New Brunswick

Saint John mayor wants grant increase to make up for N.B. assessment freeze

Saint John Mayor, Don Darling says the city will ask for an increase to its annual unconditional grant to make up for revenue to be lost in an assessment freeze imposed by the Gallant government.

Mayor Don Darling says the city is already facing a 3 to $4M shortfall in 2018

Saint John Mayor Don Darling says the city already faces "significant" financial problems. (CBC)

Saint John Mayor Don Darling says the city will ask for an increase to its annual unconditional grant, hoping to make up for lost revenue in an assessment freeze imposed by the Gallant government.

"There's a lot of urgency around this issue," said Darling. "We're trying to figure out exactly what it means, but we have significant financial challenges as it is."

Saint John's unconditional grant from the province amounts to $20.2 million in 2017.

Darling said it's critical to the city's $154 million operating budget.

Last Wednesday the Liberal government announced plans to freeze property assessments on hundreds of thousands of properties across the province in 2018. The announcement was made in response to the controversy over inflated tax bills issued to several hundred homeowners this year.

We're trying to figure out exactly what it means.- Don Darling

In making the announcement Environment and Local Government Minister Serge Rousselle called it a "necessary step" to restore public confidence in the property assessment system.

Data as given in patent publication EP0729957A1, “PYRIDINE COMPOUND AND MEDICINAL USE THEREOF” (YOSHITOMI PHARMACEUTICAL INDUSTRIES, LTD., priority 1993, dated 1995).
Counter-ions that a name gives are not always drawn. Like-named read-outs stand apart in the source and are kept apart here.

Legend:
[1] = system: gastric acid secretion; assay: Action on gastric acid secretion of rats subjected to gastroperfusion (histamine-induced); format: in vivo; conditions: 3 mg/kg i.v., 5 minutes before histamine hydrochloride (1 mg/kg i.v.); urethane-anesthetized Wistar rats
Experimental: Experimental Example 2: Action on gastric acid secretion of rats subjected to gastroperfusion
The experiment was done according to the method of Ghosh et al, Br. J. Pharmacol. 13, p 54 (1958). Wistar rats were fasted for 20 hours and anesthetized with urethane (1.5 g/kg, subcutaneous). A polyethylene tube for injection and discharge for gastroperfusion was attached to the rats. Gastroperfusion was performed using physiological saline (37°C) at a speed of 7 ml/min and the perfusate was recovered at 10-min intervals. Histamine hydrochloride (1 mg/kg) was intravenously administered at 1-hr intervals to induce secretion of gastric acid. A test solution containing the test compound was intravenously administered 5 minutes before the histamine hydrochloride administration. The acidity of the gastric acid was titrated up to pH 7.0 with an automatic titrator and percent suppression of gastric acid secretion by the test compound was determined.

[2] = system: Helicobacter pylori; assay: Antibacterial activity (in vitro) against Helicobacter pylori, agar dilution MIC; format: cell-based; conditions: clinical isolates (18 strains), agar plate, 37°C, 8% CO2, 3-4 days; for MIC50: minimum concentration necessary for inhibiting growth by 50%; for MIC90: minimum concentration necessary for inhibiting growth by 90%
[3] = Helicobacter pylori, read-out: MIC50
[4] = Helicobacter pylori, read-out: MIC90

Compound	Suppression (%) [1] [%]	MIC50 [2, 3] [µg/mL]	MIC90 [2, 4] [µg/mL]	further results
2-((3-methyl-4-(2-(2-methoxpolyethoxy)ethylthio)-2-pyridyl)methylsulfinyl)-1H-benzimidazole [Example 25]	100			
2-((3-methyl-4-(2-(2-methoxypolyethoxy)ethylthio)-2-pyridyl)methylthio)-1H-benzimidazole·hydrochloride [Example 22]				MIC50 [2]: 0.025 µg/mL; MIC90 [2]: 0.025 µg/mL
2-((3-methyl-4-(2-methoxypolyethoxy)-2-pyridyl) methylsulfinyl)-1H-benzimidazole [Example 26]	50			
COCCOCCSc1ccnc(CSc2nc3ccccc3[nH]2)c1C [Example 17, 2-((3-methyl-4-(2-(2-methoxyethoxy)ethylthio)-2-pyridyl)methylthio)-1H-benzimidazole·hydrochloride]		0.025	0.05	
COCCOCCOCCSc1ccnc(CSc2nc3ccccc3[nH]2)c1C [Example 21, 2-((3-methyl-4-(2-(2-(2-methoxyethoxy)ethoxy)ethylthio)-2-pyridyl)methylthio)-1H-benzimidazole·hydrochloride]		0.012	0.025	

The assessment freeze does not extend to properties that are deemed to have fallen in value or to new construction.

But the freeze will hit municipalities hardest, who count on increased assessments to cover salary increases in collective agreements along with inflation in other expenses.

Financial shortfall expected

Darling says the city was not consulted prior to the announcement and staff are reaching out to officials in the provincial government for more information.

He says the municipality was already facing a serious financial shortfall next year.

"Prior to a freeze on tax assessments we were projecting somewhere in the range of a three to four million dollar problem for 2018," he said. "This isn't going to make that problem less significant, it's going to make it more significant."

Darling says mayors and senior staff from the province's three largest cities will meet Friday, with the assessment freeze being a key topic of discussion.

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